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Local News

  • New manager pilots airport

    The newly hired manager of Los Alamos County Airport felt an instant bond with the area the first time he piloted his red 1966 Piper Comanche 5-seater plane onto the local runway.  

    “I love the altitude, the vistas and the environment, and the grass roots general aviation of the job, which is what I love, is what really drew me here. I’m very, very pleased to have been selected,” Peter Soderquist said, adding that his beloved 44-year-old airplane is aging well.

  • Democrats to host County Convention tonight

    The Democratic Party of Los Alamos County will host a combined Precinct Ward and County Convention at 7 p.m. today at the Los Alamos Golf Course.

    State Central Committee members and Delegates elected at the County Convention will attend the State Primary Convention at Buffalo Thunder March 13.

    Los Alamos County has 23 delegates allocated for Congressional District 3.

     

  • NEWS ALERT: County rescues senior day-out program

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  • 02-24-10 The Update

    Illustrated talk at PEEC

      “The Biggest Trees in Los Alamos,” an illustrated talk by Dorothy Hoard, will be presented at 7 p.m. today at the Pajarito Environmental Education Center, located at 3540 Orange St. This is another session in the Winter Wednesday series, the talk is free and open to the public.

    Authors Speak Series

      Mesa Public Library Authors Speak Series presents Michael Hamilton Morgan at 7 p.m. Thursday in the library’s upstairs rotunda.

    Talk and book signing

  • Legislative special session delayed

    SANTA FE — Gov. Bill Richardson is delaying the start of a special legislative session so lawmakers can work out differences before returning to the New Mexico Capitol on Monday to hammer out a plan for financing public schools and state government in the coming year.

    Richardson initially called for the special

    session to begin Wednesday, but House and Senate leaders urged him to push that back so they could have more time to discuss potential solutions to the state’s $600 million budget deficit.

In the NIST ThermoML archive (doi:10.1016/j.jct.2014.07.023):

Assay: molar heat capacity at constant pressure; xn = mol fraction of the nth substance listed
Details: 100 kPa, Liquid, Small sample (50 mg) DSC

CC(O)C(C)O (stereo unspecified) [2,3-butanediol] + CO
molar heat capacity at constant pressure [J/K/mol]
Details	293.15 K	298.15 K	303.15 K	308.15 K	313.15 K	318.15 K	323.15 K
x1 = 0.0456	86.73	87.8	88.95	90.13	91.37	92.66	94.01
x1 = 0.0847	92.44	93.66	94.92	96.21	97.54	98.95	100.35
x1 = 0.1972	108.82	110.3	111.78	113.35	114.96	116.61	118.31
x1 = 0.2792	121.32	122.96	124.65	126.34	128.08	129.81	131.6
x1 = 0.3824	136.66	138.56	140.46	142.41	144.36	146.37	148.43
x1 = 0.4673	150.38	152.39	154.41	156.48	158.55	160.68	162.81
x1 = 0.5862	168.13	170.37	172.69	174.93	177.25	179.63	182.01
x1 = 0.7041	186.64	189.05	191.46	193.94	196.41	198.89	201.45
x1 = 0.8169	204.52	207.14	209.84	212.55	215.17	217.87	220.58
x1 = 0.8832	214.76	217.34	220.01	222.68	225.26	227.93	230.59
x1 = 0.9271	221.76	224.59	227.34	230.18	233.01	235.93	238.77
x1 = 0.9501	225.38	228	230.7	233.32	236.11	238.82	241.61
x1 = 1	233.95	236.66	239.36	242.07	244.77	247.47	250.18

• Placing health first

    Los Alamos County is the healthiest county in New Mexico, according to a comprehensive national health report released last week.

    “I believe it,” said Michelangelo Lobato, coordinator for the Community Health Council. “Los Alamos is such a health-conscious place, and a lot of it relates to education,” he said. “I’m amazed at the programs here.”

  • Tackling one statue at a time

    At first glance erecting 13 life-sized statues in the downtown Historic District within 10 years seems daunting.

    But as one would eat an elephant a bite at a time, the task diminishes considerably when the goal is one statue at a time. That includes determining the statue’s subject and securing its funding.

    Reaching out to individuals and entities having had relationships to the historical figures is key to funding each commission, said Chair Ron Wilkins of the Fuller Lodge Historic District Advisory Board during an interview Tuesday.

  • Senior Day Out Program rescued

    Los Alamos County Council agreed to find $15,000 to fund a shortfall in the Senior Day Out Program operated by the senior center. The funds will keep the program going for the next several months to the new fiscal year.

    The amount was trivial in terms of the county’s annual budget and reserves, but the revision late in the year is not welcomed as a rule.

    On the other hand, as Councilor Michael Wheeler said before the unanimous vote to approve the assistance, “Every family in this community at one time or another may require these services.

  • Iran's nuclear offer too little

    VIENNA (AP) — Iran has formally set out its terms for giving up most of its cache of enriched uranium in a confidential document, and the conditions fall short of what has been demanded by the United States and other world powers.

    The document — seen by The Associated Press on Tuesday — says Tehran is ready to hand over the bulk of its stockpile, as called for under a deal brokered by the International Atomic Energy Agency and endorsed by the five permanent U.N. Security Council members and Germany.

  • United Way to open funding process

    The local United Way is changing how funds will be used in area communities.

    “The United Way of Northern New Mexico (UWNNM) is changing its nonprofit funding model beginning with funds raised in Campaign 2011,” Board President Jill Cook said.

    Currently, the annual Community Investment process is limited to 18 member agencies for funding from the UWNNM Community Solutions Fund, as well as from donor designations.  

    A smaller grants program is open to qualified nonprofits serving Los Alamos and or Rio Arriba counties.